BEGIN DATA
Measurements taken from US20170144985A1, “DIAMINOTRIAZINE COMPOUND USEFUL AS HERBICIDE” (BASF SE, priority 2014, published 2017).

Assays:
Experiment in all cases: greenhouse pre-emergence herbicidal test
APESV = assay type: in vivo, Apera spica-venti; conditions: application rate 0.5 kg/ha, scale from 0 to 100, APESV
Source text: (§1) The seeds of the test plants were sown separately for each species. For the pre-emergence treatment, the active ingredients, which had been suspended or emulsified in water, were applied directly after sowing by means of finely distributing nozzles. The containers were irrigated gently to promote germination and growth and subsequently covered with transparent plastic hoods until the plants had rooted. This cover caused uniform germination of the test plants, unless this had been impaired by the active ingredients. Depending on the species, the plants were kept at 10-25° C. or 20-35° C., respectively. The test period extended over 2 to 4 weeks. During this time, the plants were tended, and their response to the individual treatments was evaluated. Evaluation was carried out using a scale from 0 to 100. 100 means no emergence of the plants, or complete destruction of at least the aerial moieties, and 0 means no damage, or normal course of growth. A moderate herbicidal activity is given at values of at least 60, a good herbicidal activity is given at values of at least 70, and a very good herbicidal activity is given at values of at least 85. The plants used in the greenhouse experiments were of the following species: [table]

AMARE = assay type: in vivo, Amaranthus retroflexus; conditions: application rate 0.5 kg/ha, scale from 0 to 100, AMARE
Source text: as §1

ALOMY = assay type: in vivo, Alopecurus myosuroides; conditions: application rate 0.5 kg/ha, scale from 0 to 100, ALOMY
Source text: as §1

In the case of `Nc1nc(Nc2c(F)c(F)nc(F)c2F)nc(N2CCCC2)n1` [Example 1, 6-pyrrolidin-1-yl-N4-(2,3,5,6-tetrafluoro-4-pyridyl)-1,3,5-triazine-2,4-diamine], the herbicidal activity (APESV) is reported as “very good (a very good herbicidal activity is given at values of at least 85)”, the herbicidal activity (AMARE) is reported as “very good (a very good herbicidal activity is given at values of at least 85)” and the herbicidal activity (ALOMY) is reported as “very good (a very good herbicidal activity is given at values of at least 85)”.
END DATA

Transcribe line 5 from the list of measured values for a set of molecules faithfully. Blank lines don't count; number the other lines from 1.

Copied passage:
Source text: (§1) The seeds of the test plants were sown separately for each species. For the pre-emergence treatment, the active ingredients, which had been suspended or emulsified in water, were applied directly after sowing by means of finely distributing nozzles. The containers were irrigated gently to promote germination and growth and subsequently covered with transparent plastic hoods until the plants had rooted. This cover caused uniform germination of the test plants, unless this had been impaired by the active ingredients. Depending on the species, the plants were kept at 10-25° C. or 20-35° C., respectively. The test period extended over 2 to 4 weeks. During this time, the plants were tended, and their response to the individual treatments was evaluated. Evaluation was carried out using a scale from 0 to 100. 100 means no emergence of the plants, or complete destruction of at least the aerial moieties, and 0 means no damage, or normal course of growth. A moderate herbicidal activity is given at values of at least 60, a good herbicidal activity is given at values of at least 70, and a very good herbicidal activity is given at values of at least 85. The plants used in the greenhouse experiments were of the following species: [table]